For most Americans, if you want more TV channels than what you can get with an antenna, you have a whopping choice of one cable company and one satellite company. But in recent years, video streaming tech has gotten to the point where you can watch TV over the internet and not be able to tell the difference, at least in terms of visual quality.
The biggest obstacle at this point is getting nationwide availability -- but one of live streaming's brightest stars has finally crossed this threshold. YouTube TV program manager Ben Moores announced today that the service (download for iOS or Android) is now available in over 98 percent of US households, putting it on par with the reach of cable TV.
At $40 a month, with up to six different users per account, an infinite DVR, a sizeable on-demand catalog -- plus support for mobile devices, set top boxes, desktop web browsers and some smart TVs -- YouTube TV may be a more compelling option that your local cable or satellite TV provider.
Even when cable companies provide an app, it typically restricts access to your physical household. YouTube TV, meanwhile, can follow you pretty much wherever you go in the US.
And it really is $40 a month. There's no "broadcast fee," no "regional sports network fee," nor any other fine print that quietly inflates the true cost of the service. There's also no cable box that you're forced to rent. Right away, you're saving about $20 a month versus cable, for a comparable service.
As long as you have an internet connection and a device that can send live streams to your TV -- the latter of which you can get for $50 or less, in the case of the Roku Streaming Stick, Amazon Fire TV Stick or Chromecast -- then you're good.
Viacom and the Discovery family of channels remain MIA, but if you want local networks, live sports, news channels, and some basic cable, we think it's worth a look. But you don't have to take our word for it, because you can try it free for one week, too. There's also no contract to sign, so you can cancel any time without incurring early termination fees. Here's the link to get started.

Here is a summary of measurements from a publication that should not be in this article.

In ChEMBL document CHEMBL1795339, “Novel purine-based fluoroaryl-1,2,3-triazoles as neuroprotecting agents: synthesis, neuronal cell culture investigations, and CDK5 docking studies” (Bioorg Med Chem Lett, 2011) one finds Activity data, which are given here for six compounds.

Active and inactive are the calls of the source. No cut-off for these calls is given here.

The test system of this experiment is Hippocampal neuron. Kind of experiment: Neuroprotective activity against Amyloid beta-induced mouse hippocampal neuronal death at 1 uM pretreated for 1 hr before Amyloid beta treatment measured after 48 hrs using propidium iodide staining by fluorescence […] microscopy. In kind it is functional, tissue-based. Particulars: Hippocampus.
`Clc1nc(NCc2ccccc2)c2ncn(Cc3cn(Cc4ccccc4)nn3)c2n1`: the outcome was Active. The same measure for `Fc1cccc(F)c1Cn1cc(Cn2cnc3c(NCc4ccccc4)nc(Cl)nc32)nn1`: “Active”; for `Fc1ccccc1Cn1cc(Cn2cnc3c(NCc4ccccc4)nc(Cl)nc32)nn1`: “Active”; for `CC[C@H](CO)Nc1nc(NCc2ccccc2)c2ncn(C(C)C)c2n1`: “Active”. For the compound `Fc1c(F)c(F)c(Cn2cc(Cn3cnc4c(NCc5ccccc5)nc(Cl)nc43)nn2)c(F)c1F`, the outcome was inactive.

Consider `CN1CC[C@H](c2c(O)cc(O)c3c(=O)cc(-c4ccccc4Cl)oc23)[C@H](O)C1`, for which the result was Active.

As The Verge points out, not every major network is available in every market, presumably due to ongoing negotiations and pre-existing arrangements that haven't expired yet.
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On the other hand, you get full access to YouTube Premium's original content, including some real winners like Cobra Kai -- which will soon be joined by Weird City, a project headlined by Jordan Peele, who added Academy awards for best director and best original screenplay to his résumé one year ago for the harrowing Get Out, in the wake of an Emmy award for the sketch comedy show Key and Peele.
With a combination of a slick platform and highly talented content creators, YouTube TV may have the strongest position of any live TV streaming service -- but cable still has deep roots and deep pockets. 2019 is shaping up to be quite the battleground.
- YouTube TV announced today that the live TV streaming service is now available nationwide in over 98 percent of US households.
- The service costs $40 a month and comes with an infinite DVR, on-demand content, apps for your mobile devices and set-top boxes, and access to YouTube Originals like Cobra Kai and Weird City.
- Spectrum launches Apple TV app for live streaming channels and on-demand shows
- Roku Channel to expand to mobile devices with premium subscriptions to Showtime, Starz, and more
- The best apps for renting and buying movies in 2019
- Super Bowl 2019: How to watch Patriots vs. Rams online, start time and much more (CNET)
- Cord-cutting services are following cable TV's footsteps (ZDNet)
- Google Chromecast: Cheat sheet (TechRepublic)